Location: Livestock Behavior ResearchTitle: Onion consumption and bone density in laying hens) Author
|Cheng, Heng Wei|
Submitted to: Poultry Science Association Meeting Abstract
Publication Type: Abstract Only
Publication Acceptance Date: 3/30/2011
Publication Date: N/A
Citation: Interpretive Summary:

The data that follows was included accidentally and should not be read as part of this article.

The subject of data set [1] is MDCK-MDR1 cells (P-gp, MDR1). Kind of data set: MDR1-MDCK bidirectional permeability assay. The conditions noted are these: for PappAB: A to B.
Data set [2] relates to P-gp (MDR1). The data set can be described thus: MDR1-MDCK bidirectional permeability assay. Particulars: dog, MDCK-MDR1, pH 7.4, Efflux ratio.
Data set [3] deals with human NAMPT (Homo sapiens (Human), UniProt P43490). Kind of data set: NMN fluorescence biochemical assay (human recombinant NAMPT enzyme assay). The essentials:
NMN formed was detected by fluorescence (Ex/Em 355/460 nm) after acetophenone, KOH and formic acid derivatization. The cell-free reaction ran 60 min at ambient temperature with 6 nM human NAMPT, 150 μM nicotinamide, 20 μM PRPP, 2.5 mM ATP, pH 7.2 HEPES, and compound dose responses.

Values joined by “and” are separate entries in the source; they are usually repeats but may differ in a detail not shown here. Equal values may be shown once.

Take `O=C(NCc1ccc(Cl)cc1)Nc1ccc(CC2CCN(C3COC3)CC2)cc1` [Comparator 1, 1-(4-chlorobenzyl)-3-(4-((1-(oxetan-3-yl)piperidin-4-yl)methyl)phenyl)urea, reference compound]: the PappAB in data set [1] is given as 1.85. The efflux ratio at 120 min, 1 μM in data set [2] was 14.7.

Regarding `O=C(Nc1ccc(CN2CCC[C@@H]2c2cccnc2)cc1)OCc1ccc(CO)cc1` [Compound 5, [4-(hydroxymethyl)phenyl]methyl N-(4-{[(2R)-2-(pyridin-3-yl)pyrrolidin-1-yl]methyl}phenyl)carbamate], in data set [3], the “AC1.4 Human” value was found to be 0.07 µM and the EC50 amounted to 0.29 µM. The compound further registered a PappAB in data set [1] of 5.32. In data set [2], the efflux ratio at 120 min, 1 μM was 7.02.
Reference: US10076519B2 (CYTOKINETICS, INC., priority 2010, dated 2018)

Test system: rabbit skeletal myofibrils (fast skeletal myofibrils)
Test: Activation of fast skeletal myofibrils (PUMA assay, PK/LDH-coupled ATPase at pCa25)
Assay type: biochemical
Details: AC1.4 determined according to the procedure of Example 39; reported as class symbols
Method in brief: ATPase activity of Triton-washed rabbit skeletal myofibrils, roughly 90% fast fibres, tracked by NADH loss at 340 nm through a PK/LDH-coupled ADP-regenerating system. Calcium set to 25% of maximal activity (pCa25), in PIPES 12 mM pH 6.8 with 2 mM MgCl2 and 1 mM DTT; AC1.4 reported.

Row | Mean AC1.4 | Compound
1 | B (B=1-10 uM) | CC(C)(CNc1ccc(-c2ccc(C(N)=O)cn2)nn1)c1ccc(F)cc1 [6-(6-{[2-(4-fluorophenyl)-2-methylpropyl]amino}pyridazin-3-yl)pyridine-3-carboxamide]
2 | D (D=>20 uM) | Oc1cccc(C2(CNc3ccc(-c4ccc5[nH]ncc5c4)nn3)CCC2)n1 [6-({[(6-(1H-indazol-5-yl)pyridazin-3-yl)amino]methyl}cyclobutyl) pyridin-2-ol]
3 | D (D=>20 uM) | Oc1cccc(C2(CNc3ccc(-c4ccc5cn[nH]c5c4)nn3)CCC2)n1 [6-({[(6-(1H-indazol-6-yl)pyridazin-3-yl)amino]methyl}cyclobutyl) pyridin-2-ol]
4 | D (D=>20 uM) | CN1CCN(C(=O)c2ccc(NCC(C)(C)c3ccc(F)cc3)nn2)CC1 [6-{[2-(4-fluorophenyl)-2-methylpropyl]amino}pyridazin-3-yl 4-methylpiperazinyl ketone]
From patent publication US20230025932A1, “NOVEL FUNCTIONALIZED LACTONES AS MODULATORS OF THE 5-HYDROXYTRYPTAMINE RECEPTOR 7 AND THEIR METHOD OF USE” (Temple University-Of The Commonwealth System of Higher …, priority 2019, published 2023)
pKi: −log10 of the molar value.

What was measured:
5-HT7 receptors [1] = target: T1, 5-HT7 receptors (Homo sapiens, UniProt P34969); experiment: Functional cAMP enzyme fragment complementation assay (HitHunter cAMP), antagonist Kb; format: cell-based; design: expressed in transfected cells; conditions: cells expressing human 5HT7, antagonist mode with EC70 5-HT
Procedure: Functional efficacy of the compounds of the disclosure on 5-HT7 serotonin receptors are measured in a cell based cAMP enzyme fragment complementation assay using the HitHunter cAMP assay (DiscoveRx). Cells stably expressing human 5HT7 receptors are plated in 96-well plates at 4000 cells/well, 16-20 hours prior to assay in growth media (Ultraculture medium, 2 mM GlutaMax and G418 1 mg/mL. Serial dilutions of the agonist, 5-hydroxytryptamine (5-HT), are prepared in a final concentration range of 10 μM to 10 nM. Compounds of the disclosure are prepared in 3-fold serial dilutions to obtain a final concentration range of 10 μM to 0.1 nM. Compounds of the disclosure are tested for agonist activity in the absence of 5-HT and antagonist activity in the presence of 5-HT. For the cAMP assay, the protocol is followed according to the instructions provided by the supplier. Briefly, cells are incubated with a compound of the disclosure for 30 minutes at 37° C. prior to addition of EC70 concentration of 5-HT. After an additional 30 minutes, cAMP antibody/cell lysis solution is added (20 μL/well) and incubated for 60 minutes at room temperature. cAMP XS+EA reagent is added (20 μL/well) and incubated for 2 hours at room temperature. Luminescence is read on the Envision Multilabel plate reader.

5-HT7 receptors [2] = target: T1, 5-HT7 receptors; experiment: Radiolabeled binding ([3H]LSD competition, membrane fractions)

Technical Abstract: Onion and its flavonoid component, quercetin, are associated with increased bone density in humans, rabbits, and rodents. The purpose of this study was to determine whether there is a similar effect of onion on laying hens. Thirty-two Hy-line W36 White Leghorn hens at 30 weeks of age were randomly divided into two groups, i.e., control and treatment (n=16 per group). The hens were kept at 2-hen/cage, providing 102 inch**2 (658 cm**2) per hen. The hens were fed regular laying ration or laying ration containing 5% onion powder (by wt) provided ad libitum for four weeks. The hens were evaluated for body weight (BW) at week 1, 2, 3, and 4; egg production and eggshell weight at week 2 and 4; and blood calcium, bone density and bone mineral contents at week 4. Data were analyzed using an ANOVA and repeated measures analysis when required. There was no differences in BW between the controls and treated hens from week 1 to 3 (P>0.05) while it was reduced in the treated hens at week 4 (P<0.05). Compare to the controls, both egg production and eggshell weight of the treated hens were increased at week 2 (P<0.05) but eggshell weight was reduced at week 4 (P<0.05). Blood calcium concentrations were lower at week 4 in the treated hens (P<0.05). The weight of bone ash of all examined bones (femur, tibia, and ulna) was not affected by the onion supplement (P>0.05); but the levels of phosphorus in both the femur and ulna’s ash was higher for the treated hens (P<0.05). In conclusion, these results indicate that onion consumption affects bone contents and metabolisms in laying hens. It provides signs for further investigating the mechanisms of onion consumption in bone plasticity in laying hens, especially in aged hens.